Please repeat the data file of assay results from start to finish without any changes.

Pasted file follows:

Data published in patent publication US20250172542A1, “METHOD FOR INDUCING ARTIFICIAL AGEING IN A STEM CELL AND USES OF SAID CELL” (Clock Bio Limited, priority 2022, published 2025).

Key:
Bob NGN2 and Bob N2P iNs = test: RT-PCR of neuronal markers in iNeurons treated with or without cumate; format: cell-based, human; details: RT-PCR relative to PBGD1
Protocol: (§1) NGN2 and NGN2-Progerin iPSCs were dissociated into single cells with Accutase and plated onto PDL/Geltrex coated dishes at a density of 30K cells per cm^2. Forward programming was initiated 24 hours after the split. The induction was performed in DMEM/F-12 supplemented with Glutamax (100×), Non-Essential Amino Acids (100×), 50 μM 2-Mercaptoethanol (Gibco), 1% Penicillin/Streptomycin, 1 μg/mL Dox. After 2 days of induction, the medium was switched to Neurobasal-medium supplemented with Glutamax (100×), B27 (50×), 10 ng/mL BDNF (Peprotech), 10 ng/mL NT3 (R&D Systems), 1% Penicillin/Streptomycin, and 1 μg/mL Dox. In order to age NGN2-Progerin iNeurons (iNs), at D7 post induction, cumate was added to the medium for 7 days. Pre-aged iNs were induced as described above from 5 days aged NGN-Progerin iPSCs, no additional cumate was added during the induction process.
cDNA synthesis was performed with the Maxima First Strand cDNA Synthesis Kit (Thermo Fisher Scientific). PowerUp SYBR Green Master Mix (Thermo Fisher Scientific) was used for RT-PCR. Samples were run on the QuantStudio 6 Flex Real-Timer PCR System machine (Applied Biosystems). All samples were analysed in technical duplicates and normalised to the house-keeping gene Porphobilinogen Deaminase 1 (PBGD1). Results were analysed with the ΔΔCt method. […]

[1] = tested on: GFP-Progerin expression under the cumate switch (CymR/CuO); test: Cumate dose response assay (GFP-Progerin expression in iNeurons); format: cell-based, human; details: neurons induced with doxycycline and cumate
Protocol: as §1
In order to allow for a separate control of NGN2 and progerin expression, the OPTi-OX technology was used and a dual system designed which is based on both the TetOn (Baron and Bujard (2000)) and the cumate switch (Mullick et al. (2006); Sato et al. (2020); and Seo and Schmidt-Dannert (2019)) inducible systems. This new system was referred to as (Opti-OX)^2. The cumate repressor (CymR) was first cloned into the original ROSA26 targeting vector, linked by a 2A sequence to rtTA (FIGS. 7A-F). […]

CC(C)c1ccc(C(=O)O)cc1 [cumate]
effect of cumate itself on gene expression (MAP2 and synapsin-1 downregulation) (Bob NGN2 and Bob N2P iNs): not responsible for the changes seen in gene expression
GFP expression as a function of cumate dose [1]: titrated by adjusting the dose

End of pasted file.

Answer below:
Data published in patent publication US20250172542A1, “METHOD FOR INDUCING ARTIFICIAL AGEING IN A STEM CELL AND USES OF SAID CELL” (Clock Bio Limited, priority 2022, published 2025).

Key:
Bob NGN2 and Bob N2P iNs = test: RT-PCR of neuronal markers in iNeurons treated with or without cumate; format: cell-based, human; details: RT-PCR relative to PBGD1
Protocol: (§1) NGN2 and NGN2-Progerin iPSCs were dissociated into single cells with Accutase and plated onto PDL/Geltrex coated dishes at a density of 30K cells per cm^2. Forward programming was initiated 24 hours after the split. The induction was performed in DMEM/F-12 supplemented with Glutamax (100×), Non-Essential Amino Acids (100×), 50 μM 2-Mercaptoethanol (Gibco), 1% Penicillin/Streptomycin, 1 μg/mL Dox. After 2 days of induction, the medium was switched to Neurobasal-medium supplemented with Glutamax (100×), B27 (50×), 10 ng/mL BDNF (Peprotech), 10 ng/mL NT3 (R&D Systems), 1% Penicillin/Streptomycin, and 1 μg/mL Dox. In order to age NGN2-Progerin iNeurons (iNs), at D7 post induction, cumate was added to the medium for 7 days. Pre-aged iNs were induced as described above from 5 days aged NGN-Progerin iPSCs, no additional cumate was added during the induction process.
cDNA synthesis was performed with the Maxima First Strand cDNA Synthesis Kit (Thermo Fisher Scientific). PowerUp SYBR Green Master Mix (Thermo Fisher Scientific) was used for RT-PCR. Samples were run on the QuantStudio 6 Flex Real-Timer PCR System machine (Applied Biosystems). All samples were analysed in technical duplicates and normalised to the house-keeping gene Porphobilinogen Deaminase 1 (PBGD1). Results were analysed with the ΔΔCt method. […]

[1] = tested on: GFP-Progerin expression under the cumate switch (CymR/CuO); test: Cumate dose response assay (GFP-Progerin expression in iNeurons); format: cell-based, human; details: neurons induced with doxycycline and cumate
Protocol: as §1
In order to allow for a separate control of NGN2 and progerin expression, the OPTi-OX technology was used and a dual system designed which is based on both the TetOn (Baron and Bujard (2000)) and the cumate switch (Mullick et al. (2006); Sato et al. (2020); and Seo and Schmidt-Dannert (2019)) inducible systems. This new system was referred to as (Opti-OX)^2. The cumate repressor (CymR) was first cloned into the original ROSA26 targeting vector, linked by a 2A sequence to rtTA (FIGS. 7A-F). […]

CC(C)c1ccc(C(=O)O)cc1 [cumate]
effect of cumate itself on gene expression (MAP2 and synapsin-1 downregulation) (Bob NGN2 and Bob N2P iNs): not responsible for the changes seen in gene expression
GFP expression as a function of cumate dose [1]: titrated by adjusting the dose